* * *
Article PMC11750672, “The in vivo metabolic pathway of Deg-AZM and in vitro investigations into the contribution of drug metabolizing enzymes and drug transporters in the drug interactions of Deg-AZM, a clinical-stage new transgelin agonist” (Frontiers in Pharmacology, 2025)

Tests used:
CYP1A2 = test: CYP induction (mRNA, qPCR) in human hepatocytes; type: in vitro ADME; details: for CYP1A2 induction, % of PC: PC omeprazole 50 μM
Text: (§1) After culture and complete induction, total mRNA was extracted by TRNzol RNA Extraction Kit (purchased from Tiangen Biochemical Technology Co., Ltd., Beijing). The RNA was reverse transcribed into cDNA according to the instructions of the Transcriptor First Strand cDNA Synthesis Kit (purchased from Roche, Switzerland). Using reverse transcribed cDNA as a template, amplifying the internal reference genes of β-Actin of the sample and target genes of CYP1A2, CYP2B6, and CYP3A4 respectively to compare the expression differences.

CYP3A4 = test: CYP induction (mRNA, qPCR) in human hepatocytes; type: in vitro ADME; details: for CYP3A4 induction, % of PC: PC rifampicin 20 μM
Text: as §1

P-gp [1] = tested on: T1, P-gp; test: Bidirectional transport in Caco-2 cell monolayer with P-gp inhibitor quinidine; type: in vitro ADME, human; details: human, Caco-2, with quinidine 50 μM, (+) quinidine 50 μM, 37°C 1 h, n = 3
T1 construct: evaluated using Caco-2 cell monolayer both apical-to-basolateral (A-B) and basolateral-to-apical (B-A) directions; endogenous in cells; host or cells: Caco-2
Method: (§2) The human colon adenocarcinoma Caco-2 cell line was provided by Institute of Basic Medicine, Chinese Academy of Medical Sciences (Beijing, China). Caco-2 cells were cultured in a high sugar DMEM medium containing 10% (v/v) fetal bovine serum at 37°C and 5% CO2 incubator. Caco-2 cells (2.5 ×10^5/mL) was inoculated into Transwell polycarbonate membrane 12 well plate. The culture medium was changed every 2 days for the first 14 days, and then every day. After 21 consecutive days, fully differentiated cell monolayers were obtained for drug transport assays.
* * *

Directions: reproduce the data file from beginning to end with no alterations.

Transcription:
Article PMC11750672, “The in vivo metabolic pathway of Deg-AZM and in vitro investigations into the contribution of drug metabolizing enzymes and drug transporters in the drug interactions of Deg-AZM, a clinical-stage new transgelin agonist” (Frontiers in Pharmacology, 2025)

Tests used:
CYP1A2 = test: CYP induction (mRNA, qPCR) in human hepatocytes; type: in vitro ADME; details: for CYP1A2 induction, % of PC: PC omeprazole 50 μM
Text: (§1) After culture and complete induction, total mRNA was extracted by TRNzol RNA Extraction Kit (purchased from Tiangen Biochemical Technology Co., Ltd., Beijing). The RNA was reverse transcribed into cDNA according to the instructions of the Transcriptor First Strand cDNA Synthesis Kit (purchased from Roche, Switzerland). Using reverse transcribed cDNA as a template, amplifying the internal reference genes of β-Actin of the sample and target genes of CYP1A2, CYP2B6, and CYP3A4 respectively to compare the expression differences.

CYP3A4 = test: CYP induction (mRNA, qPCR) in human hepatocytes; type: in vitro ADME; details: for CYP3A4 induction, % of PC: PC rifampicin 20 μM
Text: as §1

P-gp [1] = tested on: T1, P-gp; test: Bidirectional transport in Caco-2 cell monolayer with P-gp inhibitor quinidine; type: in vitro ADME, human; details: human, Caco-2, with quinidine 50 μM, (+) quinidine 50 μM, 37°C 1 h, n = 3
T1 construct: evaluated using Caco-2 cell monolayer both apical-to-basolateral (A-B) and basolateral-to-apical (B-A) directions; endogenous in cells; host or cells: Caco-2
Method: (§2) The human colon adenocarcinoma Caco-2 cell line was provided by Institute of Basic Medicine, Chinese Academy of Medical Sciences (Beijing, China). Caco-2 cells were cultured in a high sugar DMEM medium containing 10% (v/v) fetal bovine serum at 37°C and 5% CO2 incubator. Caco-2 cells (2.5 ×10^5/mL) was inoculated into Transwell polycarbonate membrane 12 well plate. The culture medium was changed every 2 days for the first 14 days, and then every day. After 21 consecutive days, fully differentiated cell monolayers were obtained for drug transport assays.